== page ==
We’ll start this season with an suggestion for something you
can physically attend and absolutely should, too, if you’re
anywhere near London this Thursday evening (Sept 27th).
As part of the London Underground Film Sessions The Horse Hospital are premiering Volume 6 of Kerry Baldry‘s
exemplary ‘One Minutes’ compilations of …er… one-minute-in-length
artist moving image work.
Transparency dictates I reveal I have a piece in it, but any claims
for mine aside, I can confidently predict a wonderfully varied, well
curated, roller coaster of work.
This piece is an extract from a longer work by Emily Richardson
(and, of course, splendid though it is, showing a single piece
immediately traduces one of the principal attractions of the project
which is the heady variety and contrast of it all. Here and here
is some stuff from previous volumes)
Team Gallery, Lisson Gallery , Galería Helga de Alvear & Prometeogallery di Ida Pisani,
in association with Artprojx Cinema, present the UK premiere of NO, Global Tour,
2010 by Santiago Sierra.
The 120 minute film consists of the manufacture and transportation of two monumental sculptures
in the form of the word “NO”, travelling through different territories on a flatbed truck.
The NO, GLOBAL TOUR has resulted in a feature film that documents the passage of this
large NO through various world cities.
A monumental sculpture – unchanged both in its form and immediate meaning – that gradually
assumes a complex semantic load during a journey full of eventualities, accidents, and unexpected events.
An exhibition that reflects on the influence and impact of cinema in constructing
our visual culture, highlighting how cinematographic language has taken on various
artistic forms including video and installation art. The show features work by Julian Rosefeldt,
Isaac Julien, Runa Islam, Kerry Tribe, Paul Chan, Omer Fast, Mungo Thomson and Ian Charlesworth.
The show has been curated by Kerry Brougher, Anne Ellegood, Kelly Gordon, and Kristen Hileman.
Gosh -where to start?
Awhile back we were approached to assemble a selection of
work from DVblog for screening at a gallery in the UK.
This reel then took on a bit of a life of its own, showing
at the museum of club culture in Hull, UK and at the Buffalo Literary Center, New York.
(of course ‘a life of its own’ is completely unfair – it got shown because real
human beings –Kerry Baldry and Martha Deed respectively – put work into making it happen.)
Then Kate Southworth, who is running a brilliant pilot project
involving showing digital work in village halls in Cornwall, in the extreme
south-west of the UK, asked if I’d be interested in curating something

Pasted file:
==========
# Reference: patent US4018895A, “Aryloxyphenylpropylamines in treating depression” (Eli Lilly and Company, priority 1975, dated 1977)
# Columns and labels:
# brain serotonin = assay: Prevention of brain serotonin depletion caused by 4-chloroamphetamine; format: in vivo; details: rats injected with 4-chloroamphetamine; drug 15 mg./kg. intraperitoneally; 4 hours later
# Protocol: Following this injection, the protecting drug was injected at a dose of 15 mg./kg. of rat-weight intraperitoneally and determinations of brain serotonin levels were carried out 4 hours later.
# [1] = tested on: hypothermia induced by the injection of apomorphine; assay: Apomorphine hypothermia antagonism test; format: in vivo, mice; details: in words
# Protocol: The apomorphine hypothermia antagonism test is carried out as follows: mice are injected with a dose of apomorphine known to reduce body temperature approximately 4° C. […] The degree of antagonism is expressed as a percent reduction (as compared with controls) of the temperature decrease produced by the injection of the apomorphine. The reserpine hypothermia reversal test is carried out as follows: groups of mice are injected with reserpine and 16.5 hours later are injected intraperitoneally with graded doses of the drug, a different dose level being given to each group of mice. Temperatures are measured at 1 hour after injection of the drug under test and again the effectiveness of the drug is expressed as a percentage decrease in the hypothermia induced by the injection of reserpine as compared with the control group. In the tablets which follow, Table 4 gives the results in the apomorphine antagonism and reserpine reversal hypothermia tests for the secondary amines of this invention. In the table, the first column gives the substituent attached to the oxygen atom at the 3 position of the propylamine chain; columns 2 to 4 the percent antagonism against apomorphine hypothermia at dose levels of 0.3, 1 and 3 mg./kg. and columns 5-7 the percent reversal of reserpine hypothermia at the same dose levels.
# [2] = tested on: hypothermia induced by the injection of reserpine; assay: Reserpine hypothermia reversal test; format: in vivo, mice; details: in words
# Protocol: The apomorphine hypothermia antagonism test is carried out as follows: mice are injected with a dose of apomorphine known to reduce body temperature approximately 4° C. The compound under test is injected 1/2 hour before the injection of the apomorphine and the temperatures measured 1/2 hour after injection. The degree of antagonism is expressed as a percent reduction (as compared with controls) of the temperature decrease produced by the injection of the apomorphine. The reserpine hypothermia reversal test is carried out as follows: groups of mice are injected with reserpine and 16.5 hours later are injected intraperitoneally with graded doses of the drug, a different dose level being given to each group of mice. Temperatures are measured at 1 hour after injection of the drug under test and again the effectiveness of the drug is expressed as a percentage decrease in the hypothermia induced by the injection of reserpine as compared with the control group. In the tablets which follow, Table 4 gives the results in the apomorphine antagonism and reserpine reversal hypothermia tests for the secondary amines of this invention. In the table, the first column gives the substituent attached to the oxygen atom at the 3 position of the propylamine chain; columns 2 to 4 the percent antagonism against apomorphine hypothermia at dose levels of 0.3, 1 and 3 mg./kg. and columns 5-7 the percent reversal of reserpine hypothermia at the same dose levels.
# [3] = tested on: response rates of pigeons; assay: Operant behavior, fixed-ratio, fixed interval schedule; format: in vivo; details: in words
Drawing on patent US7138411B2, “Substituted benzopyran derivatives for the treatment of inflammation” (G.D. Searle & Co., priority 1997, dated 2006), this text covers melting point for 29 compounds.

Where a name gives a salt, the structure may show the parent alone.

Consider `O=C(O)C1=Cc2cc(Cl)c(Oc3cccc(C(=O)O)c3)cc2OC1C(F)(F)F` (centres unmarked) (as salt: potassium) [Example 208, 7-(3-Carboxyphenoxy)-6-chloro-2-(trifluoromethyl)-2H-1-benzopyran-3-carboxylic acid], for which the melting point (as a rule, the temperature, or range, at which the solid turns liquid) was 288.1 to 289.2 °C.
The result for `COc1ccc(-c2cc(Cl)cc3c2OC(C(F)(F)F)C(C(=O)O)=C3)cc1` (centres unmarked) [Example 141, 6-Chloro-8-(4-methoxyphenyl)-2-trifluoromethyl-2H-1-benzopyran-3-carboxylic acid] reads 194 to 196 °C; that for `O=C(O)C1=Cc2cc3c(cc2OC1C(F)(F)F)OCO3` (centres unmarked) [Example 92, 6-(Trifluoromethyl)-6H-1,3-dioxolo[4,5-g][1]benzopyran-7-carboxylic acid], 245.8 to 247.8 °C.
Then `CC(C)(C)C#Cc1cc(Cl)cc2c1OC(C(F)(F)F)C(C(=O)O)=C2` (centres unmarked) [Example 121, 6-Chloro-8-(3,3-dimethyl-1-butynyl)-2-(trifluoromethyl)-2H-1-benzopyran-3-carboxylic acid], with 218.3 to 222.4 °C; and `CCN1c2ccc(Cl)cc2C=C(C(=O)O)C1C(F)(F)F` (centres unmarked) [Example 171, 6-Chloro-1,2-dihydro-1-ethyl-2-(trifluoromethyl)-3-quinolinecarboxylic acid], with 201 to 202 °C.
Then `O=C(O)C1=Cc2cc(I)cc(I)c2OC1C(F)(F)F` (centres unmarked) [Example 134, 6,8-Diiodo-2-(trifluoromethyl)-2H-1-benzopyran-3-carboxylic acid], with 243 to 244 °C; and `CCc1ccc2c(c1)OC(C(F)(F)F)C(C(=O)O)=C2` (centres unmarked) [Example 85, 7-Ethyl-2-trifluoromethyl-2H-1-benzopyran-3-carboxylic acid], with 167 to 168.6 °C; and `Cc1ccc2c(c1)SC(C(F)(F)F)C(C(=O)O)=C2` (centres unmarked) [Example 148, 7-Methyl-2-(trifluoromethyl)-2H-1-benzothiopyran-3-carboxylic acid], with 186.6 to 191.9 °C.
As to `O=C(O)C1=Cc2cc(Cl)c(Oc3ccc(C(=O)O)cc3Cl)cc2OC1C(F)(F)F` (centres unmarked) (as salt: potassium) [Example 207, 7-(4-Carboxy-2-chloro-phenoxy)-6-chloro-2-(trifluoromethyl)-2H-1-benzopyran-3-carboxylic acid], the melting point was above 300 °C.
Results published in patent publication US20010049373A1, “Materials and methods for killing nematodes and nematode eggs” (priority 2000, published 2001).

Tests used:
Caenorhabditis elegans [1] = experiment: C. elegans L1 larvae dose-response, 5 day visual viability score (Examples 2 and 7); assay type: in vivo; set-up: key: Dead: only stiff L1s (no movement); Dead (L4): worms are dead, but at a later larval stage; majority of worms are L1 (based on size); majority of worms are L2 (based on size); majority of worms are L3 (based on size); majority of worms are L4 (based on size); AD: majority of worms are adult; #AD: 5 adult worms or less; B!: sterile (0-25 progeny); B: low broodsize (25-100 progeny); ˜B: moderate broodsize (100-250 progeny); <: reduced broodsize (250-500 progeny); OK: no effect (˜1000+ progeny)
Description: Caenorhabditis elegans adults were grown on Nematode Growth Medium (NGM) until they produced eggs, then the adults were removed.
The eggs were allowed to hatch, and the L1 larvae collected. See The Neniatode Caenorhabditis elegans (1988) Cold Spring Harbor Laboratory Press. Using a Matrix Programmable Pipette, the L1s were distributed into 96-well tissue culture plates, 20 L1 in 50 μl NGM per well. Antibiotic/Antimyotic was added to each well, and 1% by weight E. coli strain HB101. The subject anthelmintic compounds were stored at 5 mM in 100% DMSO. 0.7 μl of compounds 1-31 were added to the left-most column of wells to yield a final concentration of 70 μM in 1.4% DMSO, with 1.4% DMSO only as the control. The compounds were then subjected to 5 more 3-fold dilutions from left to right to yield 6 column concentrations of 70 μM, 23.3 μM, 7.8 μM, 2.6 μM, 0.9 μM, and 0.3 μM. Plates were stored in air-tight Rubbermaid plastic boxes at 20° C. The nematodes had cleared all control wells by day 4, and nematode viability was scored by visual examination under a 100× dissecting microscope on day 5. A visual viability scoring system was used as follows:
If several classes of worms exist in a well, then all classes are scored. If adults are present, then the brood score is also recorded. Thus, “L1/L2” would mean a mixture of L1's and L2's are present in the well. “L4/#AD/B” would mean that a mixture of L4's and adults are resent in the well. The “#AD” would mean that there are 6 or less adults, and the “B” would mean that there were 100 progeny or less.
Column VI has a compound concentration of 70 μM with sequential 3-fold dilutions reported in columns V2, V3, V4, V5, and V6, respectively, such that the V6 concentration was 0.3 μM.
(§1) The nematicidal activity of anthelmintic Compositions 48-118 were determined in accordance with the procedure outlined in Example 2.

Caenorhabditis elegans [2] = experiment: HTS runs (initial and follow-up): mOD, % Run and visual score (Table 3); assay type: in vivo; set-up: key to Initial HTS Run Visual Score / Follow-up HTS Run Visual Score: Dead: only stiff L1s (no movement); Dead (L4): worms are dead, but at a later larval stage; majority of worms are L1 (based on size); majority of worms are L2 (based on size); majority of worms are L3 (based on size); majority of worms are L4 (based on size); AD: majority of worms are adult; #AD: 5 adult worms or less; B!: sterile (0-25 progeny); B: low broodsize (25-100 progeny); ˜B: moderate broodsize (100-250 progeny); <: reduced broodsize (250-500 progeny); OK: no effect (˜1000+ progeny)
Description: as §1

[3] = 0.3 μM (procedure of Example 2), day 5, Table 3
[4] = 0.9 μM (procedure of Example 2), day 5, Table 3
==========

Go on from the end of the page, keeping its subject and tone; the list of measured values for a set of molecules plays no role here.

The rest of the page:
and the reel immediately sprang to mind..
To cut a long story short it was shown at the second EVG event at
Zennor village hall on 7th May and I went down to talk (at some
length, I notice with a certain degree of horror)
about digital video on the net, DVblog in particular and about the
artists involved in this selection.
Here, for better or for worse, is my talk, filmed, heroically, given my
restless delivery style, by Delpha Hudson.
If you’d like to reconstruct the programme for yourself it’s below, with links to
the original DVblog posts.
And if you’d be interested in screening it, please get in touch!
(We also have a reel of silent work which has been screened with
musical accompaniment and is available for more such outings.)
Installation at ‘Fresh Paint 3‘ in Old Jaffa Port, Israel. the project is based on a live
camera input where the video camera is mounted above a the projection screen.
“The thought behind “Non-Linear Creation” is to think about video as some sort
of a “streaming deck of cards” which I shuffled again and again in real time using
Cycling74’s Max. I collected in a memory buffer the latest 60 cards/video frames,
shuffled them and played the outcome in 30 frames per second. The result is a video in
which the viewer is in constant, unnatural, flickering present, as it is reflected in the video.”
By Omer Golan.
Two pieces from a touring screening of one minute films,
the fourth such from British filmmaker Kerry Baldry.
It’s a really well put together and gripping hour
(transparency dictates I confess I have a piece in it
but I won’t foist that on you here), with a strike rate well above
most of this kind of compilatation.
Here are two of my favourite pieces; both, in different
ways, little gems of cinematic poetry.
Although Martin Pickle’s piece is amusing there’s
something enchanting about the changing seasonal
landscape & light of West London and how it manifests on screen,
which raises the work from anecdote to something more complicated
The Nicki Rolls piece had me in the palm of its hand within about a second.
(I’m a total sucker for near stillness and for the movement of light)
Then I started to think about what exactly I was watching.
You might like to give it some thought too.
Again, the twist breaks the confines of the one minute form
to resonate long after.
I haven’t see the other three compilations but I hope we could maybe
feature a couple of pieces from each in the not too distant future.